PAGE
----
AP U.S. History students explore geography and migration

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Benjamin Hennel

AP US History students get creative with a month-long geography and migration project.

Grant Milleson, Staff Reporter

Preparing students for future careers as well as researching American history, AP U.S. History students are embarking on a month-long project that allows them to present information about different groups in new and creative ways.

“The goal is for students to demonstrate a complex understanding in the analysis of how geography and migration cause people to adapt, transform environments, and develop social and political institutions,” history teacher Allen Harris said. “The purpose behind letting the students choose their final project is to encourage them to make something more applicable and relevant to them and to present-day society.”

Students have the choice of researching the migration of Europeans, Asians, or Native Americans in North America and how each group affected their surrounding area.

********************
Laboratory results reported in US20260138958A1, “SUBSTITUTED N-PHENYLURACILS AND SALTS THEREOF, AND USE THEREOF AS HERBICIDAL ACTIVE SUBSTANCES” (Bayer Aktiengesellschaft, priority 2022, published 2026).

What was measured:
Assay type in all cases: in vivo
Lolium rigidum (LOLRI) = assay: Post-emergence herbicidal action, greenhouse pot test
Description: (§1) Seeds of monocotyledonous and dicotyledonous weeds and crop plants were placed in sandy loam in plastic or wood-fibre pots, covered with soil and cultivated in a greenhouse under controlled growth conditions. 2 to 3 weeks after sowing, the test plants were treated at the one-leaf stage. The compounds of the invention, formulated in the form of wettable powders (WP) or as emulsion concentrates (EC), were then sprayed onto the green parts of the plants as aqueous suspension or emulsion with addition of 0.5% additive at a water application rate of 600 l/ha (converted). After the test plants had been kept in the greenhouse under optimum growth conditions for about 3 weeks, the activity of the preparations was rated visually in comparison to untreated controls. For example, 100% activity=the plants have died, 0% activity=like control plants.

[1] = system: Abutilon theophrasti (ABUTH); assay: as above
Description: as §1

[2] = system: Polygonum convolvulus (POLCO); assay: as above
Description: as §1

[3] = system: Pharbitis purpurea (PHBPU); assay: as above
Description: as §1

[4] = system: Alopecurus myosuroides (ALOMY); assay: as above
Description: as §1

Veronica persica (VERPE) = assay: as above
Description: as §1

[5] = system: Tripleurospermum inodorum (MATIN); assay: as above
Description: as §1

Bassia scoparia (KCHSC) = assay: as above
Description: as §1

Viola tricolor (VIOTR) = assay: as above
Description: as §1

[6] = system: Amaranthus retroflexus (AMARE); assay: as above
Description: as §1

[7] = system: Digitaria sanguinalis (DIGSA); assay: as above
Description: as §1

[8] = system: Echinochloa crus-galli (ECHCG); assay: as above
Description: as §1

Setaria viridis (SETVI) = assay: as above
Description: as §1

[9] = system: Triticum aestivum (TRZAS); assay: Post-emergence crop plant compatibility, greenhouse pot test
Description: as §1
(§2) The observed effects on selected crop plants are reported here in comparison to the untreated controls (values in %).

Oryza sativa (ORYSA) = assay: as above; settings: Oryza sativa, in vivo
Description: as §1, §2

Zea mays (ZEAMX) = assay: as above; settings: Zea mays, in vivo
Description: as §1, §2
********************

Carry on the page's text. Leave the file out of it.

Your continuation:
“My project is about how the Southern British colonists influenced the Cherokees’ food source and diets,” junior Natalie Wang said. “I chose this topic because I have a passion for food and wanted to apply that by researching what foods the Native Americans started with and what they adapted to or added to their diet.”

For junior Benjamin Hennel, the project is a way to research interesting groups and present his findings to his classmates.

“My project is about the Puritans and I will represent the Puritans through a picture book that I’m gonna make,” Hennel said. “I chose the Europeans because they are so interesting, and I really liked how the Europeans documented everything.”

A children’s picture book is a good way for Wang to show what she has learned during her research.

“I feel like it would be easiest for me to explain what I’ve learned,” she said. “I think something positive about this project is that we get to learn more about a specific subgroup and in depth what conditions may have changed for them due to migration. I think this project should continue because it helps students be creative and is a great way to learn more about geography and migration.”

The project also has real-world application due to it being similar to projects that students might complete in future careers.

“Students get valuable and useful experiences in conducting quality research and applying that research to a presentation that mimics a project they might get in the real world,” Harris said. “Students have the opportunity to dive deeper into the history of a specific group of people within American History.”